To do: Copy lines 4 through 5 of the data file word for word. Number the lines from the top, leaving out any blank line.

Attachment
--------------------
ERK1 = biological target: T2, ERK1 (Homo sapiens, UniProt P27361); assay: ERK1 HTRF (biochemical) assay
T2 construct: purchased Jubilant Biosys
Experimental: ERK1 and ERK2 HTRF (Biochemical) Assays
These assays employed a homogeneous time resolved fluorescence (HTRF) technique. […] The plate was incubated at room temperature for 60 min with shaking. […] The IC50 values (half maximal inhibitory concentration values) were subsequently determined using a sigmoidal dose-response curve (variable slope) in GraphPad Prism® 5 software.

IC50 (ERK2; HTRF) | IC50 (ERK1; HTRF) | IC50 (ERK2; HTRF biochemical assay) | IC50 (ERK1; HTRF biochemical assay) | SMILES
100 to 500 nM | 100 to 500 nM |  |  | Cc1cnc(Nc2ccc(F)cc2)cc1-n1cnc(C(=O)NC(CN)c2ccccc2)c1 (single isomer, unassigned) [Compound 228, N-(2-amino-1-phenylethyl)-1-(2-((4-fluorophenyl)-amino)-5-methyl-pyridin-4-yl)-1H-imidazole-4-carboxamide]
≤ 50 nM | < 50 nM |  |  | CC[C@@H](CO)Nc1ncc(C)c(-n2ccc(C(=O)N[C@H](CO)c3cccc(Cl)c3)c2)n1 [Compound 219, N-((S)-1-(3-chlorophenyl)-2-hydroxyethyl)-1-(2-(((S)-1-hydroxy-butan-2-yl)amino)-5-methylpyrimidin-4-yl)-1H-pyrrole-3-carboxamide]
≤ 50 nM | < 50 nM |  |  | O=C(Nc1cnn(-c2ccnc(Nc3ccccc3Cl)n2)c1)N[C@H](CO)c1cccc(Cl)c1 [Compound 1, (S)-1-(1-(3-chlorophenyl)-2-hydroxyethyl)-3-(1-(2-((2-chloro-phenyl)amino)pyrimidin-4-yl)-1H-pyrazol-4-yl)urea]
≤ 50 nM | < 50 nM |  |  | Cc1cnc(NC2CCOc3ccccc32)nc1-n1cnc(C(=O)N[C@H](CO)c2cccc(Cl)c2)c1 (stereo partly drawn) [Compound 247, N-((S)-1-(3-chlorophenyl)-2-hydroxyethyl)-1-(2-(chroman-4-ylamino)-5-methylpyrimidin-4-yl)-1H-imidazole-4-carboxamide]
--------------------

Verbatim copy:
These assays employed a homogeneous time resolved fluorescence (HTRF) technique. […] The plate was incubated at room temperature for 60 min with shaking. […] The IC50 values (half maximal inhibitory concentration values) were subsequently determined using a sigmoidal dose-response curve (variable slope) in GraphPad Prism® 5 software.

IC50 (ERK2; HTRF) | IC50 (ERK1; HTRF) | IC50 (ERK2; HTRF biochemical assay) | IC50 (ERK1; HTRF biochemical assay) | SMILES